As of yesterday morning, I no longer have a television. Truthfully, I was not using it as a television before, just as a glorified video screen on which to watch movies from my large DVD collection, but I decided to put it in an estate sale and see if I could get some few dollars for it. I got the set (a 28-inch analog behemoth that weighed between fifty and sixty pounds) for free years ago from Dex, whose neighbor was getting rid of it. Now, I’m collecting dollars, slowly, from such random sources to purchase a new, larger, high-definition flat screen TV, which I won’t use as a TV either--still, it will make for a far superior home theater experience, and take up less room, despite its greater width.
All of Daddy’s remaining clothes and shoes are also at the sale in Bethesda. Any money gleaned from them will also go toward this hypothetical entertainment system. I think he would approve.
Except for the odd rainy day, the weather’s been beautiful, and I’ve taken advantage by walking to school. Autumn means the crabapple trees are laden with thick clusters of rosy, inedible fruit, and ornamental landscapes are being changed to reflect the cooler temperatures. In other words, it’s pansy season.
Tuesday afternoon, when I turned into the Key Bridge Marriot parking lot, a huge yellow rental moving van with a hydraulic lift on the back was stopped in the No Parking zone. Aboard were dozens of those steel bakery carts, the square-column sort about five feet tall with ten shelves which are rolled out of industrial-size ovens stacked with trays upon trays of loaves of fresh bread, croissants and pastries. Instead of baked goods, these were stacked with flats of blooming pansies, probably 500 plants per cart. Several of these loaded carts were already sitting on the sunny asphalt, while another was descending with a fat man on the lift from the truck. When I walked back from school hours later, the truck was gone and all the pansies were installed in the flowerbeds.
I love fall walks. There are drifts of yellow and tangerine leaves on the stone steps leading up to campus, the sort of picture that might be turned into the basis for a wonderfully complex jigsaw puzzle.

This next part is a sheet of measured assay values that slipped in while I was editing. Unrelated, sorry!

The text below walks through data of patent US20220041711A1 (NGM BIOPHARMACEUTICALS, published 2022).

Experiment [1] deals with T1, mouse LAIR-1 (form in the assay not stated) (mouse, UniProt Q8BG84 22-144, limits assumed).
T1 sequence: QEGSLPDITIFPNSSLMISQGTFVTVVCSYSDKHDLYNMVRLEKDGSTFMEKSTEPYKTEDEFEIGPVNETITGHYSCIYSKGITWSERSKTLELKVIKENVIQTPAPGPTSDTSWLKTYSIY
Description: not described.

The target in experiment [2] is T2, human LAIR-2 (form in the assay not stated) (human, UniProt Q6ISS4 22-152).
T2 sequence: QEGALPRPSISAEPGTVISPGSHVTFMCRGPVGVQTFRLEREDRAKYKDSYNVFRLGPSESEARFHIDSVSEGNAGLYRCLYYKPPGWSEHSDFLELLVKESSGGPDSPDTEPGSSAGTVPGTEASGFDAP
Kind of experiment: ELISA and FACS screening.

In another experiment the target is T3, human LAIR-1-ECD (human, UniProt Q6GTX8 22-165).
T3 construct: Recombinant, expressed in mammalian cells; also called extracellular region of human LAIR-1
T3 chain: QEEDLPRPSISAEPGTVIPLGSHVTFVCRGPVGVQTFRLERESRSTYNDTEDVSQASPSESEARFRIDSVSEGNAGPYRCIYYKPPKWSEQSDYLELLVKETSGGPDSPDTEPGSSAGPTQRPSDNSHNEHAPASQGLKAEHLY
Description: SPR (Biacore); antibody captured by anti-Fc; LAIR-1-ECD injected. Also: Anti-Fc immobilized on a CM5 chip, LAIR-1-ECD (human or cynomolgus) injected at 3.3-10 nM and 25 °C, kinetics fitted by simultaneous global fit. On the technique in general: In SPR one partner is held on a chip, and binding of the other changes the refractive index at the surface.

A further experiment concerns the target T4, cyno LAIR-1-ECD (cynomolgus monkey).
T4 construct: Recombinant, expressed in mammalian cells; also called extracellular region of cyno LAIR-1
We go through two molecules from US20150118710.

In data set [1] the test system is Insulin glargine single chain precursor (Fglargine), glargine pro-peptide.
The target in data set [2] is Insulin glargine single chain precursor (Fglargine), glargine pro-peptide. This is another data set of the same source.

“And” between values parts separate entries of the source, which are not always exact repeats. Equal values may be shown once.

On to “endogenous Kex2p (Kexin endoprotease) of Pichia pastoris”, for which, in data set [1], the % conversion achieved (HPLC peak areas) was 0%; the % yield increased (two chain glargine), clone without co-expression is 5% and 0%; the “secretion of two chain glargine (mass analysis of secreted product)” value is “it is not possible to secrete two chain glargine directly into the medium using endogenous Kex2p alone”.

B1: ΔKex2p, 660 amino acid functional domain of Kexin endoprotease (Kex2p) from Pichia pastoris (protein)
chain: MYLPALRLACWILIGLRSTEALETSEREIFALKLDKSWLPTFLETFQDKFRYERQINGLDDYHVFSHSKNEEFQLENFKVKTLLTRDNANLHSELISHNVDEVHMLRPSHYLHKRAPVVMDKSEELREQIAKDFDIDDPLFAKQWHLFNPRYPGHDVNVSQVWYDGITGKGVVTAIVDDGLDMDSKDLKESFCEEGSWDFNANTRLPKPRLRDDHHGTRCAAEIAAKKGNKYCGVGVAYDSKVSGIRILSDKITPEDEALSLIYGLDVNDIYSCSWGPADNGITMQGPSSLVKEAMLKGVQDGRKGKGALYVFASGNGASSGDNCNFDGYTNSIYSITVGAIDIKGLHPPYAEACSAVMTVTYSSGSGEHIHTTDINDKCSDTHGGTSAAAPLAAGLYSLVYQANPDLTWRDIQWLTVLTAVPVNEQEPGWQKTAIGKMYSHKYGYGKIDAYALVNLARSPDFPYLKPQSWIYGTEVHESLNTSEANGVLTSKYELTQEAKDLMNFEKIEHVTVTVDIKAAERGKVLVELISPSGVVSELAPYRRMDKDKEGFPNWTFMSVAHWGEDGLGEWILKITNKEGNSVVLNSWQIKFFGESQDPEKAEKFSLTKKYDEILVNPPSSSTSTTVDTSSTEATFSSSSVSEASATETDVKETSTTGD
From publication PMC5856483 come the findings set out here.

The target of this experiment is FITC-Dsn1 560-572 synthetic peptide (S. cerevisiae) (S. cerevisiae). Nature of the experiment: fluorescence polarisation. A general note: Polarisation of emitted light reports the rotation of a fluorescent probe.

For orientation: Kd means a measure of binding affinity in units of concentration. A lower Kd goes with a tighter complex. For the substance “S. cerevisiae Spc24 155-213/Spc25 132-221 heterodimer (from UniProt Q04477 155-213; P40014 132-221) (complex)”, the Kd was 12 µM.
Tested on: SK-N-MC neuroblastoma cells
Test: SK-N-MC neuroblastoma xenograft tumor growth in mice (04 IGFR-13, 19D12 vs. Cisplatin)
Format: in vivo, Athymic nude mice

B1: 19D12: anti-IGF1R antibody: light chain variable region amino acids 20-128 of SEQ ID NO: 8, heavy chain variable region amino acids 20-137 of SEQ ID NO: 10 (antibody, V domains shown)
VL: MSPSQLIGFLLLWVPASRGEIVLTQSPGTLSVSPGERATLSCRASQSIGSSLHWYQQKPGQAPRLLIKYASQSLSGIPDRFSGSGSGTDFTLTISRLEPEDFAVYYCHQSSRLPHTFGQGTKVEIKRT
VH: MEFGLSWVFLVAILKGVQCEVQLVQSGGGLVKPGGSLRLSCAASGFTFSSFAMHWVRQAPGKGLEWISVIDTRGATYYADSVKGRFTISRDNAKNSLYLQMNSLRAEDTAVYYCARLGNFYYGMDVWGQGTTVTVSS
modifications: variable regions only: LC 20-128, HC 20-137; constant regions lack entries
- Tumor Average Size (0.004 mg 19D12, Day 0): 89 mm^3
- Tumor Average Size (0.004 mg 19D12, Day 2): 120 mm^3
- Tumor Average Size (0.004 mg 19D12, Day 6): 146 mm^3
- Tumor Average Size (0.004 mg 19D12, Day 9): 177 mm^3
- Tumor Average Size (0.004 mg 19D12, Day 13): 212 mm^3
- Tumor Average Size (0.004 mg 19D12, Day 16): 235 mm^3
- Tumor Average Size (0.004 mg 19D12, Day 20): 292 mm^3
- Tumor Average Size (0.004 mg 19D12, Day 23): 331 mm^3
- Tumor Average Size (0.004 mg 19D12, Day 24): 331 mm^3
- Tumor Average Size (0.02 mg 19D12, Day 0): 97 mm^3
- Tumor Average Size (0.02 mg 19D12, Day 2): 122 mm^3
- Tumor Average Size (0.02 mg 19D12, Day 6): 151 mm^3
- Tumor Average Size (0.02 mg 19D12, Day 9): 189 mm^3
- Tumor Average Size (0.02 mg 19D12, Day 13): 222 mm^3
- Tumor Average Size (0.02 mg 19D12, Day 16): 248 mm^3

My sister has just diagnosed me as an extrovert, a label I never, ever, thought anyone would put on me, though it is true that lately my social life has been particularly active. Not only have I been keeping busy with TAing (my first student came to see me for help during my office hours this week!), and with estate sale work (we are booked solid through the beginning of 2011!), I’ve had friends over for dinner and tea, and gone over to other friends’ for dinner and tea, and driven to the Maryland Renaissance Fair (in costume, of course—my friend is supposed to send me a picture), I also helped out with a friend’s wedding reception.
I missed the exciting denouement of the service (the kiss) because I had to duck out early to make sure that the sliced cheese that Susan and I had carefully arranged on large platters was out on the tables in the fellowship hall with the plastic wrap removed before everyone started flooding in. There was no bouquet-catching (bloody or otherwise), but it was a truly happy occasion for me and for the more than 150 people who assembled to fellowship and wash down the cheese, crackers, grapes and nuts with apple cider and ice water. There was white-iced spice cake and flame-colored roses and gerber daisies. Beautiful and fun, with little waste of food or energy, the whole event was planned in less than six weeks, since the Marine groom is likely to be shipped to Afghanistan soon, and the bride wisely chose to forego some celebratory details in favor of more pre-separation married time. There were still flowers and candles aplenty, small children warbling during the service and running around at the reception, heartfelt toasts to the happy couple, and—in lieu of the usual paper guest book—the groom’s mother had pieced a quilt of fabrics representing the interests and experiences of husband and wife, which, stitched together into a new creation of blended beauty, was bordered in white, a plain area for those who attended the wedding to sign in permanent marker with their best wishes and congratulations. I thought this a lovely image and gift to bless their marriage.
I continue to downsize and rearrange my possessions, with an eye to upgrading not only my household technology, and my creative output (maybe not jewelry, yet something attractive and lucrative!), but also my connections with my friends. I want to have more people over to visit, to make my living space open and comfortable for guests. The first major test of my progress towards this goal is my upcoming Christmas party (already slated for early December, before everyone’s holiday calendars fill to bursting), to which I’ve invited a large number of sweet people, each of whom has been so kind to me this last difficult year. I think I may even set up a tent with hot refreshments and a space heater out in the apartment courtyard if my little apartment reaches overflow capacity. I fell asleep last night dreaming about this. It’s going to be a lot of fun.